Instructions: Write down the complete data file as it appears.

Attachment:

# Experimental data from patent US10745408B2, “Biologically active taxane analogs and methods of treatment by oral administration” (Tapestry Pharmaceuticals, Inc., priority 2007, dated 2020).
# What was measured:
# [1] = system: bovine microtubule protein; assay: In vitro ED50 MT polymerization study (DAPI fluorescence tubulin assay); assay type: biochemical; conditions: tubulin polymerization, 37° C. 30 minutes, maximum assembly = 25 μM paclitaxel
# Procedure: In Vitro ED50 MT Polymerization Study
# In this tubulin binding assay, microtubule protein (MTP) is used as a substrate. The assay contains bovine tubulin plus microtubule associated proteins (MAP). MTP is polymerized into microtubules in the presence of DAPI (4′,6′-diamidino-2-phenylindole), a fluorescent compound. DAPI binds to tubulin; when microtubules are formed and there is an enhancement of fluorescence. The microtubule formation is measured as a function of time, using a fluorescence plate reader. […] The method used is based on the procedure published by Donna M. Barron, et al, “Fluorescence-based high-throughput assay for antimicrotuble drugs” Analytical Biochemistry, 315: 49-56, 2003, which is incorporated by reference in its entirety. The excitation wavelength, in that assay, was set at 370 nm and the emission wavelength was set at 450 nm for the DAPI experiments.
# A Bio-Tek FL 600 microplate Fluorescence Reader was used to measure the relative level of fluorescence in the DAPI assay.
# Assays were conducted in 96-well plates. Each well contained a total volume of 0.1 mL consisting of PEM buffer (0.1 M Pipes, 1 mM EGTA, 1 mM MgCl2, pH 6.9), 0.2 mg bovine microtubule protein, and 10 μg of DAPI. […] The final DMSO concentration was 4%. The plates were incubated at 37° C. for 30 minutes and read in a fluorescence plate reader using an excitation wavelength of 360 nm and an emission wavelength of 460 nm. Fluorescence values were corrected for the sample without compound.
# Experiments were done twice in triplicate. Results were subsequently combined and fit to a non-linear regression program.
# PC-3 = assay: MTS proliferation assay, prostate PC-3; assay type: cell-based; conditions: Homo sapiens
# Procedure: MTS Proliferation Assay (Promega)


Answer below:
# Experimental data from patent US10745408B2, “Biologically active taxane analogs and methods of treatment by oral administration” (Tapestry Pharmaceuticals, Inc., priority 2007, dated 2020).
# What was measured:
# [1] = system: bovine microtubule protein; assay: In vitro ED50 MT polymerization study (DAPI fluorescence tubulin assay); assay type: biochemical; conditions: tubulin polymerization, 37° C. 30 minutes, maximum assembly = 25 μM paclitaxel
# Procedure: In Vitro ED50 MT Polymerization Study
# In this tubulin binding assay, microtubule protein (MTP) is used as a substrate. The assay contains bovine tubulin plus microtubule associated proteins (MAP). MTP is polymerized into microtubules in the presence of DAPI (4′,6′-diamidino-2-phenylindole), a fluorescent compound. DAPI binds to tubulin; when microtubules are formed and there is an enhancement of fluorescence. The microtubule formation is measured as a function of time, using a fluorescence plate reader. […] The method used is based on the procedure published by Donna M. Barron, et al, “Fluorescence-based high-throughput assay for antimicrotuble drugs” Analytical Biochemistry, 315: 49-56, 2003, which is incorporated by reference in its entirety. The excitation wavelength, in that assay, was set at 370 nm and the emission wavelength was set at 450 nm for the DAPI experiments.
# A Bio-Tek FL 600 microplate Fluorescence Reader was used to measure the relative level of fluorescence in the DAPI assay.
# Assays were conducted in 96-well plates. Each well contained a total volume of 0.1 mL consisting of PEM buffer (0.1 M Pipes, 1 mM EGTA, 1 mM MgCl2, pH 6.9), 0.2 mg bovine microtubule protein, and 10 μg of DAPI. […] The final DMSO concentration was 4%. The plates were incubated at 37° C. for 30 minutes and read in a fluorescence plate reader using an excitation wavelength of 360 nm and an emission wavelength of 460 nm. Fluorescence values were corrected for the sample without compound.
# Experiments were done twice in triplicate. Results were subsequently combined and fit to a non-linear regression program.
# PC-3 = assay: MTS proliferation assay, prostate PC-3; assay type: cell-based; conditions: Homo sapiens
# Procedure: MTS Proliferation Assay (Promega)